5 Tips to Running an Effective IT Meeting

5 Tips to running an effective IT meeting

Meetings are important tools for having a sound engagement within members of a team or organization. And yet, they are widely misunderstood. We have all been part of meetings that seemed to waste a great deal of everyone’s time and seemed to have been held for historical rather than practical reasons. According to a 2012 survey of US professionals by Salary.com, meetings ranked as the number one office productivity killer (dealing with office politics was a close second).

With so many issues that IT teams face on a daily basis (or shall I say hourly?), it’s easy to skip/cancel meetings or rush through them in order to deal with fires or other tasks.  But meetings can be a useful tool for the team to use as a chance to level-set, escaping the pressure-cooker of the data center and giving each member the chance to voice their opinion on the organization’s challenges and opportunities.

So how can we make IT meetings meeting more productive and useful for everyone in the room? Here are some ideas:

  • Keep it short.  The most productive meetings are the ones that are short and concise. If you have the responsibility of running regular meetings and you have a reputation for being someone who starts and ends promptly, you will be amazed how many of your colleagues will make every effort to attend your meetings! People appreciate it when you understand that their time is valuable.This will also ensure that the meetings finish on time. Try sticking to a max of 30 minutes and watch the results!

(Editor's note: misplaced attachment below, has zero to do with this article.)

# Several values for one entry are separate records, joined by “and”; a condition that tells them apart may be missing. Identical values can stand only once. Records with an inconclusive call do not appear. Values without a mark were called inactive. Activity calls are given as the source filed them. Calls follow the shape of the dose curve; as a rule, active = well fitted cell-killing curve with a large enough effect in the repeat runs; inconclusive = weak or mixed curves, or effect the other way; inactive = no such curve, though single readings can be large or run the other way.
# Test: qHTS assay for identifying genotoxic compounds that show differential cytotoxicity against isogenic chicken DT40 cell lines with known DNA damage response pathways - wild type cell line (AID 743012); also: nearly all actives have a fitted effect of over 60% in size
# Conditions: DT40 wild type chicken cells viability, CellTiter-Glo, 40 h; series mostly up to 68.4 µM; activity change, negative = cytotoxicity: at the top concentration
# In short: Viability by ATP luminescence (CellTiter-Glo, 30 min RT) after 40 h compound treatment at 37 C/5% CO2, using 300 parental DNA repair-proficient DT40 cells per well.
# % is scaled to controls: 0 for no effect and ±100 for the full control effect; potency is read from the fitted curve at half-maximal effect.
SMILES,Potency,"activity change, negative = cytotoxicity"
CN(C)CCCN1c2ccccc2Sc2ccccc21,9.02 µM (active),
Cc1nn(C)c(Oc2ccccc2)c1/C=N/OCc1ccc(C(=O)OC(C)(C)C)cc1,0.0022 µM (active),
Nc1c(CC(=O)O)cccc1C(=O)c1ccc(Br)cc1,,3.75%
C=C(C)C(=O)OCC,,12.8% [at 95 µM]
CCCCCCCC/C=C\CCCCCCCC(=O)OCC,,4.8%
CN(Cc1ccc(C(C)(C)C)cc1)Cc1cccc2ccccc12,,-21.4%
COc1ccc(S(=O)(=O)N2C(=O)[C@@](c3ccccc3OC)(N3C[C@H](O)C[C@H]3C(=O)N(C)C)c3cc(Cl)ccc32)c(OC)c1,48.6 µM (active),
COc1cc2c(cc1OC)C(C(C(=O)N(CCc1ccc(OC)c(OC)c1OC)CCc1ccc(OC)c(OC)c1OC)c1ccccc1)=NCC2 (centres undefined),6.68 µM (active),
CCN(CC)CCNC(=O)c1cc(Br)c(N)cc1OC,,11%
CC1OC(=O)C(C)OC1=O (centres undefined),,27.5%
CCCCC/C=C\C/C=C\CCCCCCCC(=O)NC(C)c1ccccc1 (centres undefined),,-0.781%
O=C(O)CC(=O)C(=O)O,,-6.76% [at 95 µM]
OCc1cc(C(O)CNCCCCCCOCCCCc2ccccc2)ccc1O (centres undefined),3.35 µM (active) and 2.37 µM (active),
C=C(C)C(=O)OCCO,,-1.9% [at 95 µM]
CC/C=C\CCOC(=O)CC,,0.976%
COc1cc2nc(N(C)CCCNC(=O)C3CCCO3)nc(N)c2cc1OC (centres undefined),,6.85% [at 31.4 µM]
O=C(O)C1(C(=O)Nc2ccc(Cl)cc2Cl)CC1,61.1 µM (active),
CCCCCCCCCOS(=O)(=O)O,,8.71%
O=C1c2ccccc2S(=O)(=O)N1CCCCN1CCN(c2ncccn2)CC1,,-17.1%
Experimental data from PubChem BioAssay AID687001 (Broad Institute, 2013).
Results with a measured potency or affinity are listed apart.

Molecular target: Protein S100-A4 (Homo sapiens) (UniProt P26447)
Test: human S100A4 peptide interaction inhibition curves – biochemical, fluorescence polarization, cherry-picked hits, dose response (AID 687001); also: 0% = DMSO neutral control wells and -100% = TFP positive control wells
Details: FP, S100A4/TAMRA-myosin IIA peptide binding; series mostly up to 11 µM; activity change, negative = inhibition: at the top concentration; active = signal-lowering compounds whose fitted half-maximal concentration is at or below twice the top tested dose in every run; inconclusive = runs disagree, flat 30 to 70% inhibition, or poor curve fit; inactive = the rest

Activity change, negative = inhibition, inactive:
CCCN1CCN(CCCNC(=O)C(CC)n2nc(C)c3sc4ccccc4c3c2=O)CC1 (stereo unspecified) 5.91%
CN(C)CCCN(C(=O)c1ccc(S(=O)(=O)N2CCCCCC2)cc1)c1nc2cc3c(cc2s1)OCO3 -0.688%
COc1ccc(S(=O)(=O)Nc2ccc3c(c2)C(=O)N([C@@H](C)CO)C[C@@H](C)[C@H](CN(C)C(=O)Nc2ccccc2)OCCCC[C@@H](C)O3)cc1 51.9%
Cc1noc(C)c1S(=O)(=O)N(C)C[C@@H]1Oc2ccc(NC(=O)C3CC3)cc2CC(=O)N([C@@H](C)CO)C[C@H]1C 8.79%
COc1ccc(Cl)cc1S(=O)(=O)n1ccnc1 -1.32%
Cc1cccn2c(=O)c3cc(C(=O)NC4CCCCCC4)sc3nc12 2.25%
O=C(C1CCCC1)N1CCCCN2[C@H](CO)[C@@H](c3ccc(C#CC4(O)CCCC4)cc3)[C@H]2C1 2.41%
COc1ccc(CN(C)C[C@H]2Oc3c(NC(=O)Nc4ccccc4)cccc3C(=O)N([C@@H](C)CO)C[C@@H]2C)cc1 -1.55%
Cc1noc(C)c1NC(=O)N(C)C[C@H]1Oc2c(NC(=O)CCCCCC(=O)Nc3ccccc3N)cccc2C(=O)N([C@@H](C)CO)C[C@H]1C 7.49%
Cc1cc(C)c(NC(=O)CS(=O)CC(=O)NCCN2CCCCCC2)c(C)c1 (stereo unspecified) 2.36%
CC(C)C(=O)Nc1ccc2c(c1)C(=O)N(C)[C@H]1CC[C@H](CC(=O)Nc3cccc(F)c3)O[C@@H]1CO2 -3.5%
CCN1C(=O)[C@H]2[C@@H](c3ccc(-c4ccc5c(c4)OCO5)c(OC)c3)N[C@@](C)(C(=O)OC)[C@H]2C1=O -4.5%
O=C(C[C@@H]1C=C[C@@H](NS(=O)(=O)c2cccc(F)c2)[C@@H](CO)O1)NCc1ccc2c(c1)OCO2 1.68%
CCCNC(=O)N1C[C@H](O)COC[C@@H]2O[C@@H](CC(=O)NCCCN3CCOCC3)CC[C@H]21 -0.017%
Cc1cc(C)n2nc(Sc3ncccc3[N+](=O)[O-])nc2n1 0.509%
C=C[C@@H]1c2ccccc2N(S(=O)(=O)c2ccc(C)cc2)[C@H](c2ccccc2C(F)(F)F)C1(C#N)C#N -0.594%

• Give everyone a chance to speak.  When you’re calling a meeting, take time to think about who really needs to be there. If you’re announcing a change, invite the people who are affected by the announcement. Provide each person the opportunity to deliver their top 2 thoughts and suggestions.
  • Publish the agenda ahead of time – and stick to it.  Focus on creating an agenda that lays out everything you plan to cover in the meeting, along with a timeline that allots a certain number of minutes to each item, and email it to people in advance. Once you’re in the meeting, display the agenda for others to see to help keep people focused. Manage deviations & interruptions appropriately and take things offline where needed.
  • Establish requirements for reporting and review metrics/KPIs efficiently during the meeting. Have a plan that ensures that the key KPI and metrics for the meeting are laid out in the meeting at the beginning so that by the end of the meeting you have a fair idea of whether the time spent in the meeting was useful.
  • Cover issues, resolutions and highlights of the week. Meetings are a good place to cover all the major issues that happened over the course of the last week as well as key highlights that can boost team morale.

 

The goals of internal meetings are to have mindshare and communicate on current needs.  What they should not be is a waste of time. Meetings truly can be valuable and productive – you just have to take the steps to make them that way.

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